Christopher Churchill (b. 1977) is a documentary photographer working in large-format on narrative projects and commissions. His work has been shown internationally and within the United States, often in surveys of American culture. His photographs are held in various private and public collections, including The Corcoran Gallery of Art, The Cleveland Museum of Art, The High Museum of Art, The J. Paul Getty Museum, The San Francisco Museum of Modern Art and Smithsonian. He has worked on commissions with such clients as Architectural Digest, Elle Decor, GQ, Travel & Leisure, Vogue, Vanity Fair and The Wall Street Journal Magazine. His first monograph, American Faith, was published in 2012 by Nazraeli Press and The Joy of Giving Something. Today we share that work.
At the time of my first trip along the east coast in 2004, the Unites States had been divided into what was being described as “Two Americas”. Still grappling with the events of September 11th and its impact on American life, there was an intolerance that you could physically feel while traveling through the country. Caught in the middle of this cultural tension was faith. Faith in Gods, faith in religions, faith in war, faith in capitalism, faith in democracy and faith in America. I had assumed that in order to have faith in your life you must be religious. However, when I would ask individuals I encountered through my travels what they placed their faith in, their responses would be something much more universal and simple than religion.
I realized I would need to work within some structure to remain objective, and to not be absorbed into the dogma that was so prevalent during the start of this project. My first rule would be to not plan anything. Each trip would focus on a particular region, but none would include arranged stops. This project was never meant to be an academic study, but instead a simple record of one person’s experiences while searching for faith. Secondly, I would make audio recordings and transcribe them to create the content for the book. This would also help maintain objectivity and allow for the most direct accounts of faith to be heard. Thirdly, I would travel with faith – not the religious kind of faith, but a belief that this random sampling would somehow make sense in the end. This last part would prove to the most formative for me personally, and ultimately would push the images to a much deeper place. As I began to better understand what it meant to have faith, and how truly universal that word is, the work became oddly accessible and inclusive. I found myself having amazingly profound experiences both in the isolation of working alone while traveling, as well as with the strangers I encountered along the way.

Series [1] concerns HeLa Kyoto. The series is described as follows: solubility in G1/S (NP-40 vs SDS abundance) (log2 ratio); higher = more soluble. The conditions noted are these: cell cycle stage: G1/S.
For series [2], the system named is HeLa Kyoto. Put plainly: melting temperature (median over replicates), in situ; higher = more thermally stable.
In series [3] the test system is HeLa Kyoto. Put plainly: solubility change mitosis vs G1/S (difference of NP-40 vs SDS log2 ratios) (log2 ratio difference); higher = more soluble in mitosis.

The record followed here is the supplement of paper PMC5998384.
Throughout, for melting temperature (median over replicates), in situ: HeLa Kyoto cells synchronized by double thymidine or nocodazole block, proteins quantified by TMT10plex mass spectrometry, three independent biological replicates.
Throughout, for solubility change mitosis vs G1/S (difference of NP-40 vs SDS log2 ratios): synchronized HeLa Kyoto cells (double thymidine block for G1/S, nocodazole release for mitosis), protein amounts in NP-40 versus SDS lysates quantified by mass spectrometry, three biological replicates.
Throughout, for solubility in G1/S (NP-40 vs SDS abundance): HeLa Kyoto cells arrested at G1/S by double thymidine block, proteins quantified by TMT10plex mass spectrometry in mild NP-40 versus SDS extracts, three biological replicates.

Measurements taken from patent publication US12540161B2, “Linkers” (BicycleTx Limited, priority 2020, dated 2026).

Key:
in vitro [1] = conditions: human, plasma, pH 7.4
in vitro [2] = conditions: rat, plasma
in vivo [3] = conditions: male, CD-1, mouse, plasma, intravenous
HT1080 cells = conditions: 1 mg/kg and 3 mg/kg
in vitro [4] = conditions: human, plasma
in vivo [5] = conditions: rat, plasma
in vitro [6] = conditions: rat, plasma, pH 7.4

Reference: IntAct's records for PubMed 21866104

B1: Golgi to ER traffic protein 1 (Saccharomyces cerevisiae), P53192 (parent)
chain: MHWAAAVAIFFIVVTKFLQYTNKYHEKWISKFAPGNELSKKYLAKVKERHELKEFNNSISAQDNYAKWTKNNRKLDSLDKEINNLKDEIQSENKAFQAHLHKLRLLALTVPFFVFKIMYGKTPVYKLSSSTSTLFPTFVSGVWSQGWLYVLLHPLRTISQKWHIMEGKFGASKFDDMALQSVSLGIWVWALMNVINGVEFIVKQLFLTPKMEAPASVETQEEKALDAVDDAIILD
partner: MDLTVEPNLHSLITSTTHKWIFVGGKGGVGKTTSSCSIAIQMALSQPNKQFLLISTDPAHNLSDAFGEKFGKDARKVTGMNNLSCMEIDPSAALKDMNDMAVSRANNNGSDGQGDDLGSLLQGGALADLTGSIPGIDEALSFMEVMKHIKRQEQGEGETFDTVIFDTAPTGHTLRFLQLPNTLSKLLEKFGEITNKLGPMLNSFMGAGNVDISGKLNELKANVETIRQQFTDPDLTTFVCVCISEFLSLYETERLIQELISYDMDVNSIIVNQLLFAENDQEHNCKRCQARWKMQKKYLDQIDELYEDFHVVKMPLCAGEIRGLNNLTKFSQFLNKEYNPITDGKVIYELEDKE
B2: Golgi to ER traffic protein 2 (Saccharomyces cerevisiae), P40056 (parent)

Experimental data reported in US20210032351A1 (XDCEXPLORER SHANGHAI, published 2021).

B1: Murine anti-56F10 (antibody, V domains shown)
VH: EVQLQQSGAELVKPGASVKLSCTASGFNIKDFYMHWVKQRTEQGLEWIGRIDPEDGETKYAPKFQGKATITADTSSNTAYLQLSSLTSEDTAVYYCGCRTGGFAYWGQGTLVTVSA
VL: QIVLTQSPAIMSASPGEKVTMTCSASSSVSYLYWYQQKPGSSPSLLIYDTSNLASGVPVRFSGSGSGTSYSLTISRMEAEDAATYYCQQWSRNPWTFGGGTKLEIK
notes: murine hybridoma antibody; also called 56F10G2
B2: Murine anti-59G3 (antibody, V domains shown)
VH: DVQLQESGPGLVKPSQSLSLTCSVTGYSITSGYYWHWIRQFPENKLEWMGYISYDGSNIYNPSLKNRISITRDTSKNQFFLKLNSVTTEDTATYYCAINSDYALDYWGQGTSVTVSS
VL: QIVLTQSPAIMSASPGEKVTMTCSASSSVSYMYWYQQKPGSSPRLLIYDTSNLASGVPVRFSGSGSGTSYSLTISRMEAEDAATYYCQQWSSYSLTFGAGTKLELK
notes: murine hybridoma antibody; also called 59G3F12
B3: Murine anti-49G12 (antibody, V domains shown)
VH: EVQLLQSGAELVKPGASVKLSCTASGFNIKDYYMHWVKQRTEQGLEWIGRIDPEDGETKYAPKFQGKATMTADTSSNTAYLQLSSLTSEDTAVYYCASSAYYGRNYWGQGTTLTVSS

At the beginning of any given trip I would leave with such momentum, such excitement, almost in a manic state, obsessively looking. But days would go by and I would not have exposed a single sheet of film. After traveling away from my regular life and waking up in horrible hotels, I would begin to fill with self-doubt, in complete despair and suspicious of what I was doing. And only then, when I was stripped of all energy and unable to look anymore, would I begin to see. It happened this way repeatedly and without fail. After several trips I stopped trying all together, still carrying excitement and momentum but channeling that into a faith that things would progress, that images would be made and that encounters would occur. By getting out of my own way and focusing my energy on the faith of my travels, I was able to be completely present.